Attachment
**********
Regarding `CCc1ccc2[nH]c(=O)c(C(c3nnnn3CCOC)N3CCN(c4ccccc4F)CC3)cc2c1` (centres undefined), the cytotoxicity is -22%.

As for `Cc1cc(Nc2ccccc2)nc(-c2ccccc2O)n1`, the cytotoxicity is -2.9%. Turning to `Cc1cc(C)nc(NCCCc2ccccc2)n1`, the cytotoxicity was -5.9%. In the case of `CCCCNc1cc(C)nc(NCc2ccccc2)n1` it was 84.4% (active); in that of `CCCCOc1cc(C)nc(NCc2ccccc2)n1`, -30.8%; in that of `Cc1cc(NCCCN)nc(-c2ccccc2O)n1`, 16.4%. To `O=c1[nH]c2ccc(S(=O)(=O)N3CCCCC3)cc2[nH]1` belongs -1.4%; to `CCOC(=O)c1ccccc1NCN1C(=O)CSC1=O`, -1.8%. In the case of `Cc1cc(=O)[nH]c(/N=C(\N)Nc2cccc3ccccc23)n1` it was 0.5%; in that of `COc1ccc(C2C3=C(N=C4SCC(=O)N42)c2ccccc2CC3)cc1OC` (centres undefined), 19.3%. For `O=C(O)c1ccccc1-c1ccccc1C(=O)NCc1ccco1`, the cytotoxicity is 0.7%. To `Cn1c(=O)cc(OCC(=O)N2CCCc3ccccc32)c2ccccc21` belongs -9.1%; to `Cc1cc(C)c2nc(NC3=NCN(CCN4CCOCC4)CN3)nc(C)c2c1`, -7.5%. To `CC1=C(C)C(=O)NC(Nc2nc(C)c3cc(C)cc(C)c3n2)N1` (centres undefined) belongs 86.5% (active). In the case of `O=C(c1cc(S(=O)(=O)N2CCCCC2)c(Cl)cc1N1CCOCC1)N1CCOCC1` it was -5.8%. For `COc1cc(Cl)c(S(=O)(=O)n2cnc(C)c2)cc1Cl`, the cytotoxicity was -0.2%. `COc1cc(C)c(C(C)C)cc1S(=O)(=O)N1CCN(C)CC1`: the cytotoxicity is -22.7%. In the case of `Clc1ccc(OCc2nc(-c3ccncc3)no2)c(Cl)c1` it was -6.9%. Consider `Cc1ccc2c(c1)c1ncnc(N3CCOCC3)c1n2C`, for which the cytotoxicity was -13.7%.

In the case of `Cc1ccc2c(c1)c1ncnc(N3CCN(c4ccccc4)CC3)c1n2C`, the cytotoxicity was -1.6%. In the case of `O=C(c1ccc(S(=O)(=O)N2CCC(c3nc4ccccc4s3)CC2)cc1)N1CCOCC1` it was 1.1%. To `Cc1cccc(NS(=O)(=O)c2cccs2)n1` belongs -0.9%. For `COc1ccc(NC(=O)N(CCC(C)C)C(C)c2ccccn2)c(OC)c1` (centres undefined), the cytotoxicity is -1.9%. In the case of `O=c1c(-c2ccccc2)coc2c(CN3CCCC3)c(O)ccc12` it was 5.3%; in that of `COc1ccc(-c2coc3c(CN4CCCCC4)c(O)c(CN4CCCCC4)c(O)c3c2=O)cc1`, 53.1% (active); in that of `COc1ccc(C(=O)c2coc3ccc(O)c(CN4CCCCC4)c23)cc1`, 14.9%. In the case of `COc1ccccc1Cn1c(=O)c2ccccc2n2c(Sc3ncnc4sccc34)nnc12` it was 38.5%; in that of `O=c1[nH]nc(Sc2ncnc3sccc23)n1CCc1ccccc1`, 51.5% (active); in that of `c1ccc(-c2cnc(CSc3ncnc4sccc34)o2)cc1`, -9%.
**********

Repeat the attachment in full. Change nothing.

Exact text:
Regarding `CCc1ccc2[nH]c(=O)c(C(c3nnnn3CCOC)N3CCN(c4ccccc4F)CC3)cc2c1` (centres undefined), the cytotoxicity is -22%.

As for `Cc1cc(Nc2ccccc2)nc(-c2ccccc2O)n1`, the cytotoxicity is -2.9%. Turning to `Cc1cc(C)nc(NCCCc2ccccc2)n1`, the cytotoxicity was -5.9%. In the case of `CCCCNc1cc(C)nc(NCc2ccccc2)n1` it was 84.4% (active); in that of `CCCCOc1cc(C)nc(NCc2ccccc2)n1`, -30.8%; in that of `Cc1cc(NCCCN)nc(-c2ccccc2O)n1`, 16.4%. To `O=c1[nH]c2ccc(S(=O)(=O)N3CCCCC3)cc2[nH]1` belongs -1.4%; to `CCOC(=O)c1ccccc1NCN1C(=O)CSC1=O`, -1.8%. In the case of `Cc1cc(=O)[nH]c(/N=C(\N)Nc2cccc3ccccc23)n1` it was 0.5%; in that of `COc1ccc(C2C3=C(N=C4SCC(=O)N42)c2ccccc2CC3)cc1OC` (centres undefined), 19.3%. For `O=C(O)c1ccccc1-c1ccccc1C(=O)NCc1ccco1`, the cytotoxicity is 0.7%. To `Cn1c(=O)cc(OCC(=O)N2CCCc3ccccc32)c2ccccc21` belongs -9.1%; to `Cc1cc(C)c2nc(NC3=NCN(CCN4CCOCC4)CN3)nc(C)c2c1`, -7.5%. To `CC1=C(C)C(=O)NC(Nc2nc(C)c3cc(C)cc(C)c3n2)N1` (centres undefined) belongs 86.5% (active). In the case of `O=C(c1cc(S(=O)(=O)N2CCCCC2)c(Cl)cc1N1CCOCC1)N1CCOCC1` it was -5.8%. For `COc1cc(Cl)c(S(=O)(=O)n2cnc(C)c2)cc1Cl`, the cytotoxicity was -0.2%. `COc1cc(C)c(C(C)C)cc1S(=O)(=O)N1CCN(C)CC1`: the cytotoxicity is -22.7%. In the case of `Clc1ccc(OCc2nc(-c3ccncc3)no2)c(Cl)c1` it was -6.9%. Consider `Cc1ccc2c(c1)c1ncnc(N3CCOCC3)c1n2C`, for which the cytotoxicity was -13.7%.

In the case of `Cc1ccc2c(c1)c1ncnc(N3CCN(c4ccccc4)CC3)c1n2C`, the cytotoxicity was -1.6%. In the case of `O=C(c1ccc(S(=O)(=O)N2CCC(c3nc4ccccc4s3)CC2)cc1)N1CCOCC1` it was 1.1%. To `Cc1cccc(NS(=O)(=O)c2cccs2)n1` belongs -0.9%. For `COc1ccc(NC(=O)N(CCC(C)C)C(C)c2ccccn2)c(OC)c1` (centres undefined), the cytotoxicity is -1.9%. In the case of `O=c1c(-c2ccccc2)coc2c(CN3CCCC3)c(O)ccc12` it was 5.3%; in that of `COc1ccc(-c2coc3c(CN4CCCCC4)c(O)c(CN4CCCCC4)c(O)c3c2=O)cc1`, 53.1% (active); in that of `COc1ccc(C(=O)c2coc3ccc(O)c(CN4CCCCC4)c23)cc1`, 14.9%. In the case of `COc1ccccc1Cn1c(=O)c2ccccc2n2c(Sc3ncnc4sccc34)nnc12` it was 38.5%; in that of `O=c1[nH]nc(Sc2ncnc3sccc23)n1CCc1ccccc1`, 51.5% (active); in that of `c1ccc(-c2cnc(CSc3ncnc4sccc34)o2)cc1`, -9%.